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Trusts

    Question

  • Hi

    I work for a school and we have recently taken over the IT support at a few local schools. I have created a domain trust for access to resources for the IT Team for all of the schools. Staff now work across all sites, and want to make things easier. They have recently asked if we can use just one set of credentials to log onto any domain. Is this what a trust should be used for, or is a trust just for access to resources?

    Thanks in advance

    Shane

    Thursday, May 15, 2014 9:07 AM

Answers

  • A Two way trust would allow users to logon with there credentials at any site, however they need to enter username and domain i.e. domain1\user1 domain2\user1 etc, they do not need an account in each domain.

    A better way would be to create a new domain and migrate all user accounts over, again you would need to setup two way trusts to do the migration. This way you can have a single exchange environment, single set of GPO's, simpler ACLs and everyone logs on the same way.

    It's a big project and I've done this before in a merger of schools but it is the best way in the long run or else you'll start getting users complaining about each having different experiences.  It took myself and 3 technicians around 16months to complete this merger with around 60,000 users.

    Tuesday, May 20, 2014 9:46 AM
  • don't use one credential, if someone messed up accidentally or purposely it's quite hard to point back.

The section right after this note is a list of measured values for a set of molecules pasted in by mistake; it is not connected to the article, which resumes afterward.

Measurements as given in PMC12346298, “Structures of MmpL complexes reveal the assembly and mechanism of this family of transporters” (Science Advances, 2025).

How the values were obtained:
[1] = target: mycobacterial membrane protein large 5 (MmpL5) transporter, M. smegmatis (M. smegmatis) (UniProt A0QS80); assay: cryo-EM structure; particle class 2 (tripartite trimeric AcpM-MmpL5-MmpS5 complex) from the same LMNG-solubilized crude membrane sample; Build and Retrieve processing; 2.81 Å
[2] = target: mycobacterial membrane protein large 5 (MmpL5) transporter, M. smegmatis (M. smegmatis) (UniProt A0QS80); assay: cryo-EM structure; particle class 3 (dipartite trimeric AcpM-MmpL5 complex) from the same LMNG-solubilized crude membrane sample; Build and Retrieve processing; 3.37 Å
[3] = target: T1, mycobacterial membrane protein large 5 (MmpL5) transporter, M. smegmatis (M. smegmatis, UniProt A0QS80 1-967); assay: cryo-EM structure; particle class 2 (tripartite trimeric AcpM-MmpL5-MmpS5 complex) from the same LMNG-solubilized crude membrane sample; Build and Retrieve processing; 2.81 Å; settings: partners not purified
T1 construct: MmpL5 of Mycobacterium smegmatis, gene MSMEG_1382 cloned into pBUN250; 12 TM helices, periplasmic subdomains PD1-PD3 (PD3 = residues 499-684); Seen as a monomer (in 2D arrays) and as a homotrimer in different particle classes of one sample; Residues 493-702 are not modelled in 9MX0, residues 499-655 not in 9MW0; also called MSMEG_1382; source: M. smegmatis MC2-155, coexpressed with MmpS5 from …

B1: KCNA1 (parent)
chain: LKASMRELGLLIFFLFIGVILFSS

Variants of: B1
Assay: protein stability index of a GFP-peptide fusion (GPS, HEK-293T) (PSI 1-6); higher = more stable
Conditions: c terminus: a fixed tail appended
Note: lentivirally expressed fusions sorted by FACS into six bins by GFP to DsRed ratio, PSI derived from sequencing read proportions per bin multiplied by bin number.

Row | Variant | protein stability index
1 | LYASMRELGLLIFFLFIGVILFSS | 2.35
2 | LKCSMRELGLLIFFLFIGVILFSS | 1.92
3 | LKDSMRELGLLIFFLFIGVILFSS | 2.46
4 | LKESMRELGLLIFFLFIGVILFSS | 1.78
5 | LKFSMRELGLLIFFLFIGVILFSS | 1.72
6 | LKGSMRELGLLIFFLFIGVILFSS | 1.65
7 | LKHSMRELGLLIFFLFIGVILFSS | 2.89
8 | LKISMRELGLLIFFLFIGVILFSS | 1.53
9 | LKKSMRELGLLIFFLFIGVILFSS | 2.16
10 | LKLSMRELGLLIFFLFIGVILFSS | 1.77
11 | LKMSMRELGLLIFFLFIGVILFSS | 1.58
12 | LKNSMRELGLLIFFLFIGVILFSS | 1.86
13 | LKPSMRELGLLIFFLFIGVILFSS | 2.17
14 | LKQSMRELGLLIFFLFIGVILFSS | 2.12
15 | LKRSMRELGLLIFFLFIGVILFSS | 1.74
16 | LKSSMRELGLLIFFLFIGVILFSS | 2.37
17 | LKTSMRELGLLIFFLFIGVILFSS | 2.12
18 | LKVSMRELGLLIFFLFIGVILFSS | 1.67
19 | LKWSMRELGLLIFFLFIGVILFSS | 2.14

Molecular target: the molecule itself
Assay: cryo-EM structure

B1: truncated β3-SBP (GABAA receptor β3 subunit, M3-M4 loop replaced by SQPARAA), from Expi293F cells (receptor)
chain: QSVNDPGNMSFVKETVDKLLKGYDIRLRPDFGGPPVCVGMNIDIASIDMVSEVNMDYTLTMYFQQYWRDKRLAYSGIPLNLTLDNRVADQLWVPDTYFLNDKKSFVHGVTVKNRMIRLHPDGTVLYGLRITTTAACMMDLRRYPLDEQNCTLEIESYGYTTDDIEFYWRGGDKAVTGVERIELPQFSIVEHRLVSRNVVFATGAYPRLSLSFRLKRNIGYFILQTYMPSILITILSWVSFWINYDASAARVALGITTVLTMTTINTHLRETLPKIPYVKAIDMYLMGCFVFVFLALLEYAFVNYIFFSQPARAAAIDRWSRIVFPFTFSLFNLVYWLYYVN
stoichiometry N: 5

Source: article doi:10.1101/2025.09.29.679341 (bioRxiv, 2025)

use delegation instead.

    i know it's not 100% answer to your question but  check out this link:

    http://clintboessen.blogspot.sg/2010/02/understanding-microsofts-trust.html


    Every second counts..make use of it. Disclaimer: This posting is provided AS IS with no warranties or guarantees and confers no rights.
    IT Stuff Quick Bytes


    Monday, May 26, 2014 8:35 AM

All replies

  • Hi,

    Thanks for your posting.

    A domain trust is a useful way to allow users from a trusted domain to access services in a trusting domain.

    Please refer to the followng MS article about Domain trust:

    http://technet.microsoft.com/en-us/library/cc961481.aspx

    Regards.


    Vivian Wang

    Friday, May 16, 2014 7:12 AM
    Moderator
  • Hi,

    Thank you for the reply.

    I understand that a trust is a way to access services. But, should  I still give them their own logon credentials at each site and tell them to use them when visiting resepctive sites or, is it best to give them one set of credentials for the site they are based, and allow them to log onto both domains with one set of credentials?

    Hope this makes sense

    Thanks

    Shane

    Tuesday, May 20, 2014 8:34 AM
  • A Two way trust would allow users to logon with there credentials at any site, however they need to enter username and domain i.e. domain1\user1 domain2\user1 etc, they do not need an account in each domain.

    A better way would be to create a new domain and migrate all user accounts over, again you would need to setup two way trusts to do the migration. This way you can have a single exchange environment, single set of GPO's, simpler ACLs and everyone logs on the same way.

    It's a big project and I've done this before in a merger of schools but it is the best way in the long run or else you'll start getting users complaining about each having different experiences.  It took myself and 3 technicians around 16months to complete this merger with around 60,000 users.

    Tuesday, May 20, 2014 9:46 AM
  • Hi,

    Any update about the issue?

    Regards.


    Vivian Wang

    Monday, May 26, 2014 8:05 AM
    Moderator
  • don't use one credential, if someone messed up accidentally or purposely it's quite hard to point back.

    use delegation instead.

    i know it's not 100% answer to your question but  check out this link:

    http://clintboessen.blogspot.sg/2010/02/understanding-microsofts-trust.html


    Every second counts..make use of it. Disclaimer: This posting is provided AS IS with no warranties or guarantees and confers no rights.
    IT Stuff Quick Bytes


    Monday, May 26, 2014 8:35 AM